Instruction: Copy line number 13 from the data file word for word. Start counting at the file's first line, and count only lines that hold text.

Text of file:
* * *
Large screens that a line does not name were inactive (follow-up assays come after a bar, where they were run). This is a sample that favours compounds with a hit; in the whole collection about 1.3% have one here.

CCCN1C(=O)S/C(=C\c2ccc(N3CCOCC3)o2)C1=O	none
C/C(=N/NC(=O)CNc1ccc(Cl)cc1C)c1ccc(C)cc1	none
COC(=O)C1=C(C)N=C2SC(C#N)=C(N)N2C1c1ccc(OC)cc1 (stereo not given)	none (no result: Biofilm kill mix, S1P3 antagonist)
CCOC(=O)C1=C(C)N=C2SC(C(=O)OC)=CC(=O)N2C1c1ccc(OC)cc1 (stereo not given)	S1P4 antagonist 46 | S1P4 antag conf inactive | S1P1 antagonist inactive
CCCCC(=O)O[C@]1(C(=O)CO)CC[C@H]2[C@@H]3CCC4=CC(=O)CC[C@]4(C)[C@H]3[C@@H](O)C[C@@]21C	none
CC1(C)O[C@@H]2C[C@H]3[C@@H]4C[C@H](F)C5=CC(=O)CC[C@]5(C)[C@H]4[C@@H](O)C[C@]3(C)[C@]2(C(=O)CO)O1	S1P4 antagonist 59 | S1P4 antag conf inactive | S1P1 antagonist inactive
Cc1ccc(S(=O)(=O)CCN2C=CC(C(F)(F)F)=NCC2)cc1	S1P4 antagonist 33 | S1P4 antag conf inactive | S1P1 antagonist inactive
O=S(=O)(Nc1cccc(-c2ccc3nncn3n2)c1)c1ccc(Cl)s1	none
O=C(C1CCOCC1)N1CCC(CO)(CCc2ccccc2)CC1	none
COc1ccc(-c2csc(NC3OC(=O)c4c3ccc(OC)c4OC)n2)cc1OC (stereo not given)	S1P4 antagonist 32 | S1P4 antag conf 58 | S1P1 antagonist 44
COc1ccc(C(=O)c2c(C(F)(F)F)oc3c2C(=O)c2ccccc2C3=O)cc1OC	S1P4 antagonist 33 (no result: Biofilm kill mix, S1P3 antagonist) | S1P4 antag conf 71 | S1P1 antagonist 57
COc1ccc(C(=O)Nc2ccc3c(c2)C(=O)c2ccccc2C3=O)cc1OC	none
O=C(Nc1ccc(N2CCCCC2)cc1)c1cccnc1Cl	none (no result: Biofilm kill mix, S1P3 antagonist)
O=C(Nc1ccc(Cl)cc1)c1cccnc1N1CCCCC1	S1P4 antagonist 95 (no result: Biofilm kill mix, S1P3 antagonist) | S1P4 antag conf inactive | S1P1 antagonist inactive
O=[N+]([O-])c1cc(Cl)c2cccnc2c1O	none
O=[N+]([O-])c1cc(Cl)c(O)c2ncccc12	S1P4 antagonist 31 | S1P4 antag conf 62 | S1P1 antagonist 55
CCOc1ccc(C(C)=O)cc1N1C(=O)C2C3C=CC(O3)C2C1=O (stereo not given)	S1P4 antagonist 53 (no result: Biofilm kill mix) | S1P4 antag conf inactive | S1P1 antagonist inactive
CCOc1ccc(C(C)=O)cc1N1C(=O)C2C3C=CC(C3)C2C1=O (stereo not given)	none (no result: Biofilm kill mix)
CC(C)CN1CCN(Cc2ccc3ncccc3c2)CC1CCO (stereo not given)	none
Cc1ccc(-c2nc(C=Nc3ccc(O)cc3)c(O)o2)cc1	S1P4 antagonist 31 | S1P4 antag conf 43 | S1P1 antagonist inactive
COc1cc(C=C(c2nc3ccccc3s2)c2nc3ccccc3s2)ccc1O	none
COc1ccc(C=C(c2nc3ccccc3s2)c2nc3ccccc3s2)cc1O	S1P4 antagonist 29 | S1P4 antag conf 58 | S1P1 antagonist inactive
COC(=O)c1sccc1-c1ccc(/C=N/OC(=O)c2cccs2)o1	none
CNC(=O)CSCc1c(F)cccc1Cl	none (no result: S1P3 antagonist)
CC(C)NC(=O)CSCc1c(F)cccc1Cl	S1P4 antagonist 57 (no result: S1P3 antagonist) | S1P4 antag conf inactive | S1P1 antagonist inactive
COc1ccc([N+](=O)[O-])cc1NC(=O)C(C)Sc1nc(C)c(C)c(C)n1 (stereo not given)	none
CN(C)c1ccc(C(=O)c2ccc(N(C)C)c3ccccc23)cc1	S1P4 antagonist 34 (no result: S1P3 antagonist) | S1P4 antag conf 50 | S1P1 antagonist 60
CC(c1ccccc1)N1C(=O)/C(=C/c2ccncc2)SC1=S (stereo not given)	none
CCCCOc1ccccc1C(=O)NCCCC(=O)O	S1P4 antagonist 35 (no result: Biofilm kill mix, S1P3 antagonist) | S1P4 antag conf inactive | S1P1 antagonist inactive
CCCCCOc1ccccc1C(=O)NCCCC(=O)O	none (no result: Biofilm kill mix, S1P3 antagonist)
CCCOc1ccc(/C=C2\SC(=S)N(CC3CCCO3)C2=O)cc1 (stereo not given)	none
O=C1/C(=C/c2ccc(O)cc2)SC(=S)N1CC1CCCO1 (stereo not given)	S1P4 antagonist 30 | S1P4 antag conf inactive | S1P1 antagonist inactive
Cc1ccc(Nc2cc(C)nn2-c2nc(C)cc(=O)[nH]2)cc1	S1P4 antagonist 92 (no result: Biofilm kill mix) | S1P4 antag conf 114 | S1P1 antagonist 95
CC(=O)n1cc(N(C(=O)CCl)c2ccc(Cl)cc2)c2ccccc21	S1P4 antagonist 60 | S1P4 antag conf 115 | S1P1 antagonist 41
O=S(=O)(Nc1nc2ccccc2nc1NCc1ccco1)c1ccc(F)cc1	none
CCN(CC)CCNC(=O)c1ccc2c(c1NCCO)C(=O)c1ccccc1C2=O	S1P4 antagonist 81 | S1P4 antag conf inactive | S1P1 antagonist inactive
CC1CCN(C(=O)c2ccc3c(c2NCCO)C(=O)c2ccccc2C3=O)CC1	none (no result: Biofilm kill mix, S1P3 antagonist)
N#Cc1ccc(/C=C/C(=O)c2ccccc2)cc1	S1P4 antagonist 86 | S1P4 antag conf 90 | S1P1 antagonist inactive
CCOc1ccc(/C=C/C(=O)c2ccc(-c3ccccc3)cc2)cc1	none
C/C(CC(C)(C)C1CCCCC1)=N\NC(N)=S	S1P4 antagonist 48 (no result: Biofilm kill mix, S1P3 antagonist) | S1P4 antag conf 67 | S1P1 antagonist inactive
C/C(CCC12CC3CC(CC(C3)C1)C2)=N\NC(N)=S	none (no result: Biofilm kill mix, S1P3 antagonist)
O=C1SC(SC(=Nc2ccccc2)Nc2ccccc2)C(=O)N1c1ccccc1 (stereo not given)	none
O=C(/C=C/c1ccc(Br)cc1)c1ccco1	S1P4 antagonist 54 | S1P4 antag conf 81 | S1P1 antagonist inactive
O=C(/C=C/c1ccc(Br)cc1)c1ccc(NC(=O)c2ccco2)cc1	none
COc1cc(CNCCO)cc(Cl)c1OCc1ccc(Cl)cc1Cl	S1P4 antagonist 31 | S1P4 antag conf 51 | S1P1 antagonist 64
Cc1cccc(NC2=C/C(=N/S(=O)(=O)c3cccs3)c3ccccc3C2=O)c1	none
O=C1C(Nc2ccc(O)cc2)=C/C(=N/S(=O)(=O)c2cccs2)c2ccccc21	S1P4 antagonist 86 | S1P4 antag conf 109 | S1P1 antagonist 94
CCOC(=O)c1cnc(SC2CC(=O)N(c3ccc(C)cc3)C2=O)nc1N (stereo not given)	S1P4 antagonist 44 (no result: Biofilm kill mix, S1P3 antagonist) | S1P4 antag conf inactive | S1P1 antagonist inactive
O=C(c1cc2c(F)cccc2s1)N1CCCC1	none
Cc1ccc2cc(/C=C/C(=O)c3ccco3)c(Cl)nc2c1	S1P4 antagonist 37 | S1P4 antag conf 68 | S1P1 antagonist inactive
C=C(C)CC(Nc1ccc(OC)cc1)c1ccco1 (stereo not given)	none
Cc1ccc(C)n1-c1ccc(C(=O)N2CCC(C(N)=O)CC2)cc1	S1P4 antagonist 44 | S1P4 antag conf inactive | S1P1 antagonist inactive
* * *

COc1ccc(C(=O)Nc2ccc3c(c2)C(=O)c2ccccc2C3=O)cc1OC	none